Past the dense suburbs of western Washington, the view widens to expanses of fields and farmland – a panorama frequently interrupted by massive, windowless buildings housing the high-speed computers that make technologies such as 5G and artificial intelligence.
These data centers are beginning to dot landscapes across the country, from Virginia to Oregon. Each of them has hundreds of servers and routers that send and receive data for daily tasks such as streaming content to mobile devices and processing high-speed financial transactions.
“It’s the engine that powers the machine,” says Gordon Dolven, director of Americas data center research for CBRE, a commercial real estate services firm. “Everything on your phone is stored somewhere between four walls. »
In recent years, the need for data centers has grown rapidly, fueled by changing work habits during the pandemic and the growth of cloud-based technologies. This means more buildings, more land, more cooling systems and more electricity to support the physical infrastructure that operates day and night.
Advances in technology will only increase the demand for data centers, said Noelle Walsh, corporate vice president of cloud computing innovation and operations at Microsoft. “As a society, we’re just getting started,” she said.
Additionally, developers need to address community concerns about these towering buildings, which are popping up next to housing estates and straining local power providers who have struggled to keep up with demand.
Northern Virginia is a data center hub, in part due to its proximity to major pieces of physical infrastructure that form the backbone of the internet. Amazon this year announced plans to build multiple data centers in Virginia by 2040, representing an estimated investment of $35 billion.
On the West Coast, a similar hub is found near Silicon Valley. The majority of global internet traffic passes through sites in these two regions, which act as essential transmission belts for the internet.
Industry analysts say there is a growing need to build data centers across the rest of the country, as part of an effort to bring them closer to customers and take advantage of the growing availability of networks at broadband in rural areas and small towns.
Besides the two coastal centers, US data centers are concentrated near major cities, from Atlanta to Seattle.
Large digital companies and the federal government often own and operate their own data centers. Other companies and administrations frequently rent space.
“Anyone who can move into someone else’s data center will,” says Jim Coakley, who develops, owns and manages high-security, high-density data centers. He built his first center in Northern Virginia nearly 20 years ago.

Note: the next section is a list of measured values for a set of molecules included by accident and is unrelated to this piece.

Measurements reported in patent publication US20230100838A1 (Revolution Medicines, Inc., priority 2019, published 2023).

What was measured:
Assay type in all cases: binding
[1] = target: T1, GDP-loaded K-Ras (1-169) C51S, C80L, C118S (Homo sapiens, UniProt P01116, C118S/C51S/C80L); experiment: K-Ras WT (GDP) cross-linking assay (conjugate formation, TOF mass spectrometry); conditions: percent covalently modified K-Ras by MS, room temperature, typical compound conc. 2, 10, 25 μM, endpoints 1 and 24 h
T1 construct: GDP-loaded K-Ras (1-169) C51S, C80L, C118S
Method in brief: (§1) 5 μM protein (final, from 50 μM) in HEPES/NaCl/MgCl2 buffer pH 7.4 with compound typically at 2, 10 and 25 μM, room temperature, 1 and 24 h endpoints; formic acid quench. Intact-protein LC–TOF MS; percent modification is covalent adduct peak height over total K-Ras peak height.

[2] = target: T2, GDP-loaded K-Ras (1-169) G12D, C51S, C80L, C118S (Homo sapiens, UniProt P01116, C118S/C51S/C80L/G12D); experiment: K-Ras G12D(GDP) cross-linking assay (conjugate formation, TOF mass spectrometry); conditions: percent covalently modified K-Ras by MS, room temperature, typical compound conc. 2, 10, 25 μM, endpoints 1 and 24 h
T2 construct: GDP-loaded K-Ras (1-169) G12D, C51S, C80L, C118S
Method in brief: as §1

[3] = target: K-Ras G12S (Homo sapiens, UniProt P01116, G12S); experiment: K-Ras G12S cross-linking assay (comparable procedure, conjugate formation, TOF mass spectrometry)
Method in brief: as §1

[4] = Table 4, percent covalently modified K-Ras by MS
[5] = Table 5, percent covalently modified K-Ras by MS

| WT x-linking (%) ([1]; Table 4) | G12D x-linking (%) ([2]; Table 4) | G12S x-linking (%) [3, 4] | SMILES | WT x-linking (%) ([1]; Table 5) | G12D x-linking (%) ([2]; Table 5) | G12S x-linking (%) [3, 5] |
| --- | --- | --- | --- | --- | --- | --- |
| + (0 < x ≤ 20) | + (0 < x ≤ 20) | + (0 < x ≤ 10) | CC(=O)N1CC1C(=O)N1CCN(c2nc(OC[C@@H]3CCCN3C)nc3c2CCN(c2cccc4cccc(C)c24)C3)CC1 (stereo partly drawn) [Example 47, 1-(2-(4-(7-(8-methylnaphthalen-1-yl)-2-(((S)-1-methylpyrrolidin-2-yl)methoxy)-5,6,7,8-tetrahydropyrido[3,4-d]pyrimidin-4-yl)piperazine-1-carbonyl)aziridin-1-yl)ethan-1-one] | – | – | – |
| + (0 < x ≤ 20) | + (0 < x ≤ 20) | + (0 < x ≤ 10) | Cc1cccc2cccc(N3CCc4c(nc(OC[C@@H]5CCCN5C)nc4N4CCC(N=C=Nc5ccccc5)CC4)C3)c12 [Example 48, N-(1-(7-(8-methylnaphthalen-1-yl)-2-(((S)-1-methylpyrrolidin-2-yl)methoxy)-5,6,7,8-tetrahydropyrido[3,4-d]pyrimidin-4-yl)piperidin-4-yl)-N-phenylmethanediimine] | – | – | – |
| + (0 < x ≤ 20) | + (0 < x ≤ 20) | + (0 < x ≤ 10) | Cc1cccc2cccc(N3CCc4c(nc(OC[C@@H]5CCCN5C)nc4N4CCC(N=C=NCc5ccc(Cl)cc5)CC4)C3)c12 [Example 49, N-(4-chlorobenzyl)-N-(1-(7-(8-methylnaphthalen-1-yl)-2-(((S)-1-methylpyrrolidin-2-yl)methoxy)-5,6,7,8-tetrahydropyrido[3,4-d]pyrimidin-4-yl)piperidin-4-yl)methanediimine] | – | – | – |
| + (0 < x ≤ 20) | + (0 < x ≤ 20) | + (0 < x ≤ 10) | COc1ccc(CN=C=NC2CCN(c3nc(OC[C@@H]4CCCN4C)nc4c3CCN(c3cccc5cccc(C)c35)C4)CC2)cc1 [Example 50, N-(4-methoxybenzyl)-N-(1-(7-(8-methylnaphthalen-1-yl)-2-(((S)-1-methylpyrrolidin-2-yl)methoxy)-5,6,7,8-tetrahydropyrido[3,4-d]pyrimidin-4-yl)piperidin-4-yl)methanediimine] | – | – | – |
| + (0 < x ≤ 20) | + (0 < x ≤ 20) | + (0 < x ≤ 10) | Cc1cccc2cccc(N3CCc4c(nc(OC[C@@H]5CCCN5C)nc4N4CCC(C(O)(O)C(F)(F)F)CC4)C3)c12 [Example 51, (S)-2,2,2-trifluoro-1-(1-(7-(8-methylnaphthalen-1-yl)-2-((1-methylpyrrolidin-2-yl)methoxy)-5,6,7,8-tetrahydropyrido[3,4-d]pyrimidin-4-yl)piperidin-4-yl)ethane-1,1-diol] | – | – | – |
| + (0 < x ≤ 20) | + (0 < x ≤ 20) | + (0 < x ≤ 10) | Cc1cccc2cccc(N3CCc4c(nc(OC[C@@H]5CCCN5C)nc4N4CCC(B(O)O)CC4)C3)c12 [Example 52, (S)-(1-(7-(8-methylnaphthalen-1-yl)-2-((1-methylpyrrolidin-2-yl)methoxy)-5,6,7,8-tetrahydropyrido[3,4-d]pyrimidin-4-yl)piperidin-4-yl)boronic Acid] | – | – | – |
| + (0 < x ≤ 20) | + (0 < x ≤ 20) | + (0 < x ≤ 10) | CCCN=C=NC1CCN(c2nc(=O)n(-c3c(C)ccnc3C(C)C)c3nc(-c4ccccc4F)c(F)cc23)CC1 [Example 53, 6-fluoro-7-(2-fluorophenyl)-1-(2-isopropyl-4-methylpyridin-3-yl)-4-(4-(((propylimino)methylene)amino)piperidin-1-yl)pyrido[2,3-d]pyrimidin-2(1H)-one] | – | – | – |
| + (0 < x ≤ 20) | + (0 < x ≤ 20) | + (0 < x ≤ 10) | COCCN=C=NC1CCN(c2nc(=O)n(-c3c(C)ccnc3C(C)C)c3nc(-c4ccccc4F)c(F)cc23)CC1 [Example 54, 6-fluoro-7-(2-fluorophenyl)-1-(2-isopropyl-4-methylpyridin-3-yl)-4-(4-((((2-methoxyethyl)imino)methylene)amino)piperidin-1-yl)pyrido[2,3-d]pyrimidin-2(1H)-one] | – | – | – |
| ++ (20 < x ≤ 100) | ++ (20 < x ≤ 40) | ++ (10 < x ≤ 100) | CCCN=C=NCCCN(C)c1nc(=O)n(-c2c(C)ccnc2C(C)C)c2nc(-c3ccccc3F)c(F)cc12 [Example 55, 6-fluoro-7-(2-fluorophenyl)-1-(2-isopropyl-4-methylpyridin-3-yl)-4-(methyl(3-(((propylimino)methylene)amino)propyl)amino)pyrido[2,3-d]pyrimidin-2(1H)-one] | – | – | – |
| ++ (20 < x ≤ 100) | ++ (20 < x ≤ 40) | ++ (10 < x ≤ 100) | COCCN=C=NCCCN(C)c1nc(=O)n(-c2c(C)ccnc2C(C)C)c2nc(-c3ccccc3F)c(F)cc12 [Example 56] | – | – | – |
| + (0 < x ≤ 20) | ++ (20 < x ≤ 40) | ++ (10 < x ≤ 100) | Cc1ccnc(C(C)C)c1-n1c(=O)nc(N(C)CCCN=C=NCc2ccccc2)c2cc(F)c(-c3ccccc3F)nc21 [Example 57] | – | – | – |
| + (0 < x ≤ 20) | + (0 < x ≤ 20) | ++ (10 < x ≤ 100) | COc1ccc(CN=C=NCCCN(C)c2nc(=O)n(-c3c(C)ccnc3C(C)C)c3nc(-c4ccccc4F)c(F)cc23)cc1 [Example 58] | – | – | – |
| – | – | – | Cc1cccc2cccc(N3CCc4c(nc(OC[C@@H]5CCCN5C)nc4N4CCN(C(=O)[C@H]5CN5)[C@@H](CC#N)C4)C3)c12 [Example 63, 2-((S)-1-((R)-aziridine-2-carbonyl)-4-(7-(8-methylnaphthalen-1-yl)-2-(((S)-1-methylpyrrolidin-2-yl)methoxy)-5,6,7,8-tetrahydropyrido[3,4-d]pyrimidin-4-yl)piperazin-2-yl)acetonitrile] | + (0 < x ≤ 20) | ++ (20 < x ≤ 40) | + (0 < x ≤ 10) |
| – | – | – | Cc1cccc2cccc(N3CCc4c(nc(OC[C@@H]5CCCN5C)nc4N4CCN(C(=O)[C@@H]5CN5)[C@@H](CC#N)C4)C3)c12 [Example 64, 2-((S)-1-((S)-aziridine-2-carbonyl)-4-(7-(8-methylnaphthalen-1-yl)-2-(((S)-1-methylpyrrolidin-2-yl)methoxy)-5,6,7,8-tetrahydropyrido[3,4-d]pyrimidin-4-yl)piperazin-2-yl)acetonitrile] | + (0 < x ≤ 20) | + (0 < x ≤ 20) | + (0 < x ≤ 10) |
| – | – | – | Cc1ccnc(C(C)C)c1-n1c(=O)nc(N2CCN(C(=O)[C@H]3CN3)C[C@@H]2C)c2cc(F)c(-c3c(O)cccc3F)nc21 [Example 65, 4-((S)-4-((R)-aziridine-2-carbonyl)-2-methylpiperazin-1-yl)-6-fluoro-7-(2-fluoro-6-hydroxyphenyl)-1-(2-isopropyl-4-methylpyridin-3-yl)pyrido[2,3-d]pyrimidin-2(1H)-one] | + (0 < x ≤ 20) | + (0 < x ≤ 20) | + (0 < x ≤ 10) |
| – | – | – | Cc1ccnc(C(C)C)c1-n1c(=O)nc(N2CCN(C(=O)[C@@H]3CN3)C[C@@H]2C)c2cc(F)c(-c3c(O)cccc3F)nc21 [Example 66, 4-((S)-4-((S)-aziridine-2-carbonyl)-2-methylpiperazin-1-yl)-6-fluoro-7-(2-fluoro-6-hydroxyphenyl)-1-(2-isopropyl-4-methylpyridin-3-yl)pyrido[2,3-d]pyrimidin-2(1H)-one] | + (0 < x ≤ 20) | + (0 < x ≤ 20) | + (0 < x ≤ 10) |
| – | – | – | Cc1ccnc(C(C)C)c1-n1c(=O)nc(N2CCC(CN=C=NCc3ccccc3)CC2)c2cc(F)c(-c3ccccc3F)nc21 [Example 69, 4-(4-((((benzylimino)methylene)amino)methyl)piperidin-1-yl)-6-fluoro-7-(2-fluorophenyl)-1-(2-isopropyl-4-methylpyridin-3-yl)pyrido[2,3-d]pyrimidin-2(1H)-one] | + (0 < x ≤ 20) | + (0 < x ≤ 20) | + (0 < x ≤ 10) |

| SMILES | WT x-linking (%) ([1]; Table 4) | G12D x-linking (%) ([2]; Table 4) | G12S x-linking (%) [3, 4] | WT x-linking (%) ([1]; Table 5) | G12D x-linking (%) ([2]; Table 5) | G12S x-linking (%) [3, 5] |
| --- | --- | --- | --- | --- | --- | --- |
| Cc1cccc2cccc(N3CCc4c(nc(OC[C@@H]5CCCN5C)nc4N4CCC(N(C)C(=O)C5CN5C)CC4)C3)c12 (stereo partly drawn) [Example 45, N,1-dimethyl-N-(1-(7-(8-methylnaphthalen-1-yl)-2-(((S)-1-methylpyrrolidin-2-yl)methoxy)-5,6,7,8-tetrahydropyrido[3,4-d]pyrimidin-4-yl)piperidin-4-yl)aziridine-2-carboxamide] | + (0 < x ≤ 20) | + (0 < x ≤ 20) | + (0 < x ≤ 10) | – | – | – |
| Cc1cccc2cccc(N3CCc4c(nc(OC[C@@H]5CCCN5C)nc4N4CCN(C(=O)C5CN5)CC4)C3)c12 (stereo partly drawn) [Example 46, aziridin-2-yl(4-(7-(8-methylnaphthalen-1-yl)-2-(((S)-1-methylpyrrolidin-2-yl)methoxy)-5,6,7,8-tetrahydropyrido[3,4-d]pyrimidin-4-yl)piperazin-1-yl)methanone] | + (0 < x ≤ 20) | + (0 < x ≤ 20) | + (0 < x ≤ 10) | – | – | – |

Loudoun County, Virginia is a key site for data centers, but neighboring Prince William County is also booming. County officials recently approved a major zoning change for 2,100 acres, paving the way for approximately 25 million square feet of new data centers.
The zoning decision is not without controversy. Known as the Digital Gateway, the land is close to Manassas National Battlefield Park, whose manager has expressed concern about “potential irreparable damage” to the site. Ann Wheeler, chairwoman of the Prince William Board of Supervisors and a staunch supporter of rezoning, lost re-election in the Democratic primaries last month after a grassroots campaign to oust her focused on her support for increasing the number of data centers.
“Try to find qualified land that has enough power to run these facilities – it takes ten times more than what I built in 2006,” Coakley said. It’s basically inhaling massive amounts of energy. »
The demand for data centers is so high that as soon as a project is on the drawing board, space is quickly taken over, even before it hits the market.
“Every building built is leased,” says Ryan Goeller, commercial real estate broker and principal of KLNB, specializing in Northern Virginia. “There is no vacancy. »
Some residents fear that the needs of the region’s data centers, such as the construction of new power lines and substations, will be subsidized by residents. Silicon Valley faces similar challenges, according to a February report by CBRE.
To reduce energy demand, industry is scrambling to find more efficient solutions, said Arman Shehabi, a scientist in the Department of Energy Technologies at Lawrence Berkeley National Laboratory.
“There’s been a lot of growth, but also a lot of opportunities for efficiency and incentives for efficiency,” he said. And as major players in the data industry strive to become greener over the next decade, the pressure is on.
The growth of artificial intelligence “will require new kinds of efficiency,” Mr. Shehabi said. “Right now it uses a lot of electricity, but it’s not sure if that’s always the case. »
According to CBRE, power needs and the availability of qualified electricians drove many decisions in 2022 about where to locate data centers.
Other environmental concerns are also looming. Data center backup systems often rely on natural gas and diesel, which can work against clean energy efforts. Water needs are also increasing, Mr. Shehabi said.
“We need to be strategic in terms of where data centers are located and consider the level of water stress in the region when designing them,” he said.